“Please don’t give me anything or do anything for me unless you can do so with the kind of joy a little child has when it feeds a hungry duck.” –Nonviolent Communication, Marshall B. Rosenberg
A child feeding bread to a duck acts from joyous generosity. And she can be generous because her heart is open and she has a ready supply of bread to share. She shares from fullness and ease.
Here’s the deal. When we keep our businesses on starvation diets, they present famished faces to the world. What happens to you when you are approached by someone who is needy, hungry, desperate? Perhaps you are moved to compassion, and you extend a helping hand. Perhaps you feel irritation; not having enough for yourself, you resent anyone who wants something from you. There are many possible responses to neediness, but they don’t include the desire to purchase a product or service.
Think about it. When we don’t charge enough for our services or products and run our businesses on minimal resources, the impression we make on others is not that we offer help but that we need help. It’s as if in lieu of selling, we come across as asking for charity.
When I started coaching, I noticed at once how the amount I charged and the terms I offered affected my work. Because my clients pay in advance by credit or debit card, I have no collection issues, no accounts receivable to monitor, and no meter running. I never have to wonder if my client can afford what I am providing them, nor do I have to be stingy with my attention. I charge enough that I am delighted to respond to each request, and that means my clients get my best most of the time. (Yup. I’m human. Making a profit is a necessary but not sufficient condition for being generous, available, and attentive.)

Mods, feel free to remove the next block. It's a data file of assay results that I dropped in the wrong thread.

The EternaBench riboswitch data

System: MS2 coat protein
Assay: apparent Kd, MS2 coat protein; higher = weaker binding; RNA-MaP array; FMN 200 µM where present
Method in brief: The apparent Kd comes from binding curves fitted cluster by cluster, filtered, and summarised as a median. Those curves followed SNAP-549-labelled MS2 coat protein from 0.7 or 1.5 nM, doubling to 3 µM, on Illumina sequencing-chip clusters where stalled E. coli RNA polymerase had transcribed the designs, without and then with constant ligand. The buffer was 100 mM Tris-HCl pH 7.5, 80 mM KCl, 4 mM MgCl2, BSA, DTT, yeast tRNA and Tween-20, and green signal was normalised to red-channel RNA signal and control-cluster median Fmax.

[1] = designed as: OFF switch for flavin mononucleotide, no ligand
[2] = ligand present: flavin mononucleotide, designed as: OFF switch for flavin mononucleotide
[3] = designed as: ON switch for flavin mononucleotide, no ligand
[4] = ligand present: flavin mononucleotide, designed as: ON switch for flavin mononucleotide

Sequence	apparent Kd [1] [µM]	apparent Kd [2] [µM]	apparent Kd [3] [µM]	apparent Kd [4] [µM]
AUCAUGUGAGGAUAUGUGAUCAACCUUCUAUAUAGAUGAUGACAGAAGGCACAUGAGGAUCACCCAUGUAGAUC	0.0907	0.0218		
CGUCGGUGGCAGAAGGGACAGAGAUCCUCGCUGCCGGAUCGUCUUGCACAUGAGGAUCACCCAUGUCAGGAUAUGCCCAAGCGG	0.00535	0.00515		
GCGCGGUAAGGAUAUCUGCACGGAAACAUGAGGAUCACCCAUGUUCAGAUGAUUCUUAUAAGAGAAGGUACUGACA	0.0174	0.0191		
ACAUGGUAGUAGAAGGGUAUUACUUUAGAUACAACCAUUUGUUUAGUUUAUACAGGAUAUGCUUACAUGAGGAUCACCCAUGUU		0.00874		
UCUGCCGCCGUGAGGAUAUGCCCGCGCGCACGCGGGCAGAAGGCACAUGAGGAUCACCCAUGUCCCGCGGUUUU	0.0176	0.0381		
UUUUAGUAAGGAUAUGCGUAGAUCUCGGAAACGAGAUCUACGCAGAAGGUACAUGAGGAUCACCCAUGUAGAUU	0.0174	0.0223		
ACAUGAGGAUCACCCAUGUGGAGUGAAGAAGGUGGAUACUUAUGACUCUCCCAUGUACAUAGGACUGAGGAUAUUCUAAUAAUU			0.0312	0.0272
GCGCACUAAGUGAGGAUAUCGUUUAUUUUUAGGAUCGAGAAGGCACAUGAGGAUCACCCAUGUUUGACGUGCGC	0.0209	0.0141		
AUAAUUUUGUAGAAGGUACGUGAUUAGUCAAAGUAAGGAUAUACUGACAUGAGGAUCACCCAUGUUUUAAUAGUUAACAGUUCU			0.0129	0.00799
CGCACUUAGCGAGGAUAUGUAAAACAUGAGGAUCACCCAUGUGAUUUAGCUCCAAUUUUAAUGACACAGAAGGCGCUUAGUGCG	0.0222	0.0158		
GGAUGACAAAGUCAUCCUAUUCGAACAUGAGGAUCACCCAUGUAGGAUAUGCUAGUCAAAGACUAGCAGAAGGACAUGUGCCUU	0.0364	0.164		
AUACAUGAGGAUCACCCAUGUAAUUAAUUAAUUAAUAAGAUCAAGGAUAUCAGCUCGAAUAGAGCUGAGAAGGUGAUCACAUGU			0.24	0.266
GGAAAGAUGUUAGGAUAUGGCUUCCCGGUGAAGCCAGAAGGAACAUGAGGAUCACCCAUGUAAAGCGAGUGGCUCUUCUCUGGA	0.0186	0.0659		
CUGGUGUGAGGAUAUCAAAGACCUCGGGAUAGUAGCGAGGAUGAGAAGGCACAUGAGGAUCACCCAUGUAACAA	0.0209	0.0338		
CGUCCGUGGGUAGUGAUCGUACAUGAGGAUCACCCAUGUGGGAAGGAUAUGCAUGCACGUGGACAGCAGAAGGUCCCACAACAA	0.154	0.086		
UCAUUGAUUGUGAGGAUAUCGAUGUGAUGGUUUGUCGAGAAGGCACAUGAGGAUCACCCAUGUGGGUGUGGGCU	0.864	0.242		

The Marshall Rosenberg quote at the top of this post sums it up: most of us don’t really want anything that is not freely and enthusiastically given. Design your business practices so that you deliver your work with authentic generosity so that both you and your clients and customers can thrive.
Photo by John Burke via Flickr